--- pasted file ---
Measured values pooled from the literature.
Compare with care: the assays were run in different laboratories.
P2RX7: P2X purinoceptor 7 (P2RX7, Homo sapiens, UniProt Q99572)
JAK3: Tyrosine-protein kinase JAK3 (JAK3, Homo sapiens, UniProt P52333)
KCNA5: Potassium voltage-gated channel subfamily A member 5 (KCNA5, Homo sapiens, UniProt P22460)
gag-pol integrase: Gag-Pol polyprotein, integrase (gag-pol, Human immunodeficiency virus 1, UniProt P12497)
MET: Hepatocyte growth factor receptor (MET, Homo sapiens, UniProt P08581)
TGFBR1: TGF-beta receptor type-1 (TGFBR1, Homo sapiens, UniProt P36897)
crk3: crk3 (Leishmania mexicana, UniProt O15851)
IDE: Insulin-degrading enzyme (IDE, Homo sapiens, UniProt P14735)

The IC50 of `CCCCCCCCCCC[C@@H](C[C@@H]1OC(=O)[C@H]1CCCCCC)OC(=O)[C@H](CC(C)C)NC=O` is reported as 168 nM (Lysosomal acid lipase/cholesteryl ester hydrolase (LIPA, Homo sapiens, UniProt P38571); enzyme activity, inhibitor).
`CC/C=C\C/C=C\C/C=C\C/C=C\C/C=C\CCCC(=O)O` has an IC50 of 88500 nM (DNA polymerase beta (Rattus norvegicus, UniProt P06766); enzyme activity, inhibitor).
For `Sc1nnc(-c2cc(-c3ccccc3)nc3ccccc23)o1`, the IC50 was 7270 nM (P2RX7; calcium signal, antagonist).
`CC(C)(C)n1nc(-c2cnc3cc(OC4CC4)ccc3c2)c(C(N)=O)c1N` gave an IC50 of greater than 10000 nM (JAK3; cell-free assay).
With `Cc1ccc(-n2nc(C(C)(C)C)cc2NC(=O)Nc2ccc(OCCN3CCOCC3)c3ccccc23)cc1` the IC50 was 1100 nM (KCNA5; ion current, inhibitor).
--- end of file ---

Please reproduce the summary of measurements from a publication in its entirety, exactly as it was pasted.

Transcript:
Measured values pooled from the literature.
Compare with care: the assays were run in different laboratories.
P2RX7: P2X purinoceptor 7 (P2RX7, Homo sapiens, UniProt Q99572)
JAK3: Tyrosine-protein kinase JAK3 (JAK3, Homo sapiens, UniProt P52333)
KCNA5: Potassium voltage-gated channel subfamily A member 5 (KCNA5, Homo sapiens, UniProt P22460)
gag-pol integrase: Gag-Pol polyprotein, integrase (gag-pol, Human immunodeficiency virus 1, UniProt P12497)
MET: Hepatocyte growth factor receptor (MET, Homo sapiens, UniProt P08581)
TGFBR1: TGF-beta receptor type-1 (TGFBR1, Homo sapiens, UniProt P36897)
crk3: crk3 (Leishmania mexicana, UniProt O15851)
IDE: Insulin-degrading enzyme (IDE, Homo sapiens, UniProt P14735)

The IC50 of `CCCCCCCCCCC[C@@H](C[C@@H]1OC(=O)[C@H]1CCCCCC)OC(=O)[C@H](CC(C)C)NC=O` is reported as 168 nM (Lysosomal acid lipase/cholesteryl ester hydrolase (LIPA, Homo sapiens, UniProt P38571); enzyme activity, inhibitor).
`CC/C=C\C/C=C\C/C=C\C/C=C\C/C=C\CCCC(=O)O` has an IC50 of 88500 nM (DNA polymerase beta (Rattus norvegicus, UniProt P06766); enzyme activity, inhibitor).
For `Sc1nnc(-c2cc(-c3ccccc3)nc3ccccc23)o1`, the IC50 was 7270 nM (P2RX7; calcium signal, antagonist).
`CC(C)(C)n1nc(-c2cnc3cc(OC4CC4)ccc3c2)c(C(N)=O)c1N` gave an IC50 of greater than 10000 nM (JAK3; cell-free assay).
With `Cc1ccc(-n2nc(C(C)(C)C)cc2NC(=O)Nc2ccc(OCCN3CCOCC3)c3ccccc23)cc1` the IC50 was 1100 nM (KCNA5; ion current, inhibitor).